Enjoy a Dip with Chocolate Tortilla Chips
Believe it or not, at least one company actually markets chocolate tortilla chips. But what kind of dips do you eat them with? And what about nachos?
I have to admit, when I first heard about chocolate tortilla chips, the first thing I thought of was something I called choco nachos when I was a kid. Now, I'm not talking about Klondike's Choco Tacos, which you can rarely find these days; those are different, and we'll speak of them anon.
No, my choco nachos were tortilla chips with chocolate syrup poured on them. Don't try this at home, kids. I can't imagine now why I liked them then, but maybe it was that sweet/salty knockout combo you get when you bite into them. Of course, if you like that sort of thing, go for it.
The Real McCoy
I don't know why I should ever be surprised when someone markets an unusual chocolate-flavored food. I mean, come on: chocolate seaweed. Chocolate and bacon candy bars. Chocolate Pop Rocks. Inhalable chocolate. And so on. But I was a bit surprised when I saw chocolate-flavored tortilla chips in the store.
The ones I found are made by a company called FoodShouldTasteGood (all one word). What do they taste like? Like salty tortilla chips with a rather faint cocoa aftertaste. Unlike my choco nachos, they're not sweet at all, which may turn some of my readers off. But I think they're pretty good.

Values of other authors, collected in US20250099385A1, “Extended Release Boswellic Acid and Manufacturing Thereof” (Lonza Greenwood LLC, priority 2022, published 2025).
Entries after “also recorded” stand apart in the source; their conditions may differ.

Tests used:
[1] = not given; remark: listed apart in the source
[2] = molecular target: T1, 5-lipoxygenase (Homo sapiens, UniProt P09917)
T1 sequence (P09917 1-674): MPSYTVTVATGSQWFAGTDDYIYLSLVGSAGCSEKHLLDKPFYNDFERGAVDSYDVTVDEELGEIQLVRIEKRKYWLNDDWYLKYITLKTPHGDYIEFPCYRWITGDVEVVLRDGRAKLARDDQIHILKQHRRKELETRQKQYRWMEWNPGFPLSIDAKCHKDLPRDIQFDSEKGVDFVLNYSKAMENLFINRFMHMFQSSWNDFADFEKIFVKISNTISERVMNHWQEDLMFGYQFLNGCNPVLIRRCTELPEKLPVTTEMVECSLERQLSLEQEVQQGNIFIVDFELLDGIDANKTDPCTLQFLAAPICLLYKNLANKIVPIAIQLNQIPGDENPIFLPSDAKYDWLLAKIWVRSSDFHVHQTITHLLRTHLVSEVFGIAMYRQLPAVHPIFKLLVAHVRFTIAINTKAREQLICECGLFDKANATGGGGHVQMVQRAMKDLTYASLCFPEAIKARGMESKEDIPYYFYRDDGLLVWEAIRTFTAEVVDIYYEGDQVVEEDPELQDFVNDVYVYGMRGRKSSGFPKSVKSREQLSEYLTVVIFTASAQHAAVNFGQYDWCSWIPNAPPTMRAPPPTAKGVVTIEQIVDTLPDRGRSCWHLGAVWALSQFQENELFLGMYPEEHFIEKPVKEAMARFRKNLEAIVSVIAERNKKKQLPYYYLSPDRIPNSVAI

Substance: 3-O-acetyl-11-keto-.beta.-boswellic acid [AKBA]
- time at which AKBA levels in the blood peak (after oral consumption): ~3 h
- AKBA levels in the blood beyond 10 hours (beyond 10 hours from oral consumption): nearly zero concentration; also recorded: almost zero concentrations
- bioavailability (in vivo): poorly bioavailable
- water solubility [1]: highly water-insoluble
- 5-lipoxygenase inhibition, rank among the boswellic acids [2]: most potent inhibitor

I thought that they would taste better with a dip, though, and I found that someone had already experimented with a tasty peanut butter hummus dip for these chips. Yes, you read that right. Peanut butter hummus dip. Yep.
Foodies do like to play around with unusual flavor combinations that don't include chocolate, as horrifying as that may seem.
Here's what you need for the above dip:
A can of white kidney beans
4 tablespoons of smooth peanut butter
1 teaspoon of powdered sugar
1/2 teaspoon of salt
1/8 cup of water
Just toss the beans into a blender, and use the pulse setting to puree them while slowly pouring in the water. Then add the other ingredients, and blend until the concoction is smooth. Then start dipping! I tried this, and it actually is very tasty.
Real Chocolate Nachos
Or you can actually try creating honest-to-goodness chocolate nachos. If the chocolate syrup and regular tortilla chip concept turns you off, try slathering your cocoa-fortified tortilla chips with "salsa" made from strawberry preserves, "cheese" made from shredded coconut, and sweet (rather than sour) cream.
I haven't tried this one, but it sounds like a great sweet and salty dessert. The creator of this recipe also suggests topping the chocolate tortilla chips with diced mango, to add an exotic tang to the dish.